New selfie shows Curiosity, the Mars chemist
A new selfie taken by NASA's Curiosity Mars rover is breathtaking, but it's especially meaningful for the mission's team: Stitched together from 57 individual images taken by a camera on the end of Curiosity's robotic arm, the panorama also commemorates only the second time the rover has performed a special chemistry experiment.
The selfie was taken on Oct. 11, 2019 (Sol 2,553) in a location named "Glen Etive" (pronounced "glen EH-tiv"), which is part of the "clay-bearing unit," a region the team has eagerly awaited reaching since before Curiosity launched. Visible in the left foreground are two holes Curiosity drilled named "Glen Etive 1" (right) and "Glen Etive 2" (left) by the science team. The rover can analyze the chemical composition of rock samples by powderizing them with the drill, then dropping the samples into a portable lab in its belly called Sample Analysis at Mars (SAM).
About 984 feet (300 meters) behind the rover is Vera Rubin Ridge, which Curiosity departed nearly a year ago. Beyond the ridge, you can see the floor of Gale Crater and the crater's northern rim. Curiosity has been ascending Mount Sharp, a 3-mile-tall (5-kilometer-tall) mountain inside the crater.
The special chemistry experiment occurred on Sept. 24, 2019, after the rover placed the powderized sample from Glen Etive 2 into SAM. The portable lab contains 74 small cups used for testing samples. Most of the cups function as miniature ovens that heat the samples; SAM then "sniffs" the gases that bake off, looking for chemicals that hold clues about the Martian environment billions of years ago, when the planet was friendlier to microbial life.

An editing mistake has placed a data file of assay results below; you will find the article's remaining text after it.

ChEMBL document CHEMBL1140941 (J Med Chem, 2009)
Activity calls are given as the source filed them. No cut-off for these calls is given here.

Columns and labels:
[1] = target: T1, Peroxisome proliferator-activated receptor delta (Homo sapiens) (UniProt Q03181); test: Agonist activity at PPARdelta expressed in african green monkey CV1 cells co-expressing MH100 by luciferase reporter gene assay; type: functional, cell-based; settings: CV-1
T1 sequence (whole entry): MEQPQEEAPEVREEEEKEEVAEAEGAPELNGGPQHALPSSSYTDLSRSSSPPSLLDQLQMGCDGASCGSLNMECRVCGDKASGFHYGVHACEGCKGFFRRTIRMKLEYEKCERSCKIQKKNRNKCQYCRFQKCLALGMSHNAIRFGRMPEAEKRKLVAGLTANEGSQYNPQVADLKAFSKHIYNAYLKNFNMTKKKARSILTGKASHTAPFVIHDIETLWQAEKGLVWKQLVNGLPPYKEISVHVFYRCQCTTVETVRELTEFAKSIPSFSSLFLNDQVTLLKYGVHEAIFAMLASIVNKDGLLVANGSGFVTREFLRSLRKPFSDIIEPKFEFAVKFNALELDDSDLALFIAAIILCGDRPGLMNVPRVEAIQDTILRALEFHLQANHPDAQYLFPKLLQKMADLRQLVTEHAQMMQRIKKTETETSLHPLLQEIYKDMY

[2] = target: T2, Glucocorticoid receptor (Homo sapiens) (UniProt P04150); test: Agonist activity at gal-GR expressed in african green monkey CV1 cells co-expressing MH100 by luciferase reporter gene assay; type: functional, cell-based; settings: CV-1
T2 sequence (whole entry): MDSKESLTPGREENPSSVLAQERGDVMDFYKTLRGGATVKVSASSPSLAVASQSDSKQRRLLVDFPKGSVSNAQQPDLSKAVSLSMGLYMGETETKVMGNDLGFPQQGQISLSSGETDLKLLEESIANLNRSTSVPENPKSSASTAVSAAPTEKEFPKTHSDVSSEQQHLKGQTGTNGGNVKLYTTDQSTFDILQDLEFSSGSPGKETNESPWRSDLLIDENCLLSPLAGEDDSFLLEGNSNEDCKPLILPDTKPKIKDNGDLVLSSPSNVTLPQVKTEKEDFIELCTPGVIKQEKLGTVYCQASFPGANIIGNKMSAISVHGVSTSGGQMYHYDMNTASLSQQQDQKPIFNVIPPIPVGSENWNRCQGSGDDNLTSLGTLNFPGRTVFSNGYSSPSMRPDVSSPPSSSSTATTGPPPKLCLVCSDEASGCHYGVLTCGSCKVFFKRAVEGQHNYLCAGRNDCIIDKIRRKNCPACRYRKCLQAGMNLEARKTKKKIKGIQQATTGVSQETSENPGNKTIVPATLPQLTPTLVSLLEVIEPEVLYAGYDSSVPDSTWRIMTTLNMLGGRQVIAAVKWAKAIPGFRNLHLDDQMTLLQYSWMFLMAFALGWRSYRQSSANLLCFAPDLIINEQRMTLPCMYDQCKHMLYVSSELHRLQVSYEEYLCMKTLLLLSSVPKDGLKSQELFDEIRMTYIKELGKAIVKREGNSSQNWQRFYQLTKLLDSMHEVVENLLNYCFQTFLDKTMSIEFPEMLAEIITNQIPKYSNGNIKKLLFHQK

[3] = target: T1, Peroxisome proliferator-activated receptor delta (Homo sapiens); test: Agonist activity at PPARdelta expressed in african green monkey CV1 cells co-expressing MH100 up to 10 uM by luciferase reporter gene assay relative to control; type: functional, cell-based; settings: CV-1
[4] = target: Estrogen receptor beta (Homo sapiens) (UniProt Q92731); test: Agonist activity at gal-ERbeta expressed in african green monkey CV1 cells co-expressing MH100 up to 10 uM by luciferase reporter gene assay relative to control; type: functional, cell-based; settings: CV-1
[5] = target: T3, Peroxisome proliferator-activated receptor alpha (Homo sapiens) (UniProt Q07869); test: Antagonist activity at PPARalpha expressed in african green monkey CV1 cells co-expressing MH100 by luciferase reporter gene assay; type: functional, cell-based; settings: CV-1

But nine of SAM's 74 cups are filled with solvents the rover can use for special "wet chemistry" experiments. These chemicals make it easier for SAM to detect certain carbon-based molecules important to the formation of life, called organic compounds.
Because there's a limited number of wet-chemistry cups, the science team has been saving them for just the right conditions. In fact, the experiment at Glen Etive is only the second time Curiosity has performed wet chemistry since touching down on Mars in August 2012.
"We've been eager to find an area that would be compelling enough to do wet chemistry," said SAM Principal Investigator Paul Mahaffy of NASA's Goddard Space Flight Center in Greenbelt, Maryland. "Now that we're in the clay-bearing unit, we've finally got it."
Clay-based rocks are good at preserving chemical compounds, which break down over time and when bombarded by radiation from space and the Sun. The science team is intrigued to see which organic compounds, if any, have been preserved in the rocks at Glen Etive. Understanding how this area formed will give them a better idea of how the Martian climate was changing billions of years ago.
While this marks Curiosity's second wet-chemistry experiment, it is the rover's first on a drilled sample. In December 2016, when Curiosity's drill malfunctioned, the rover still had a bit of sand that had been scooped up in a place called "Ogunquit Beach." It wasn't a drilled sample, but the team wasn't sure whether they'd get the drill working and be able to perform wet chemistry in the future. So they delivered the Ogunquit Beach sand into one of SAM's wet chemistry cups since there was still science to be gained.
Scientists consider Glen Etive a strategic location that will reveal more about how the clay-bearing unit formed. They built upon the valuable dress rehearsal at Ogunquit Beach to make adjustments that improved the recent experiment.
The results will be known next year. "SAM's data is extremely complex and takes time to interpret," Mahaffy said. "But we're all eager to see what we can learn from this new location, Glen Etive."
The individual images in this selfie were taken by the Mars Hand Lens Imager (MAHLI), a camera on the end of the rover's robotic arm. The images are stitched together into a panorama, and the robotic arm is digitally removed from the composite.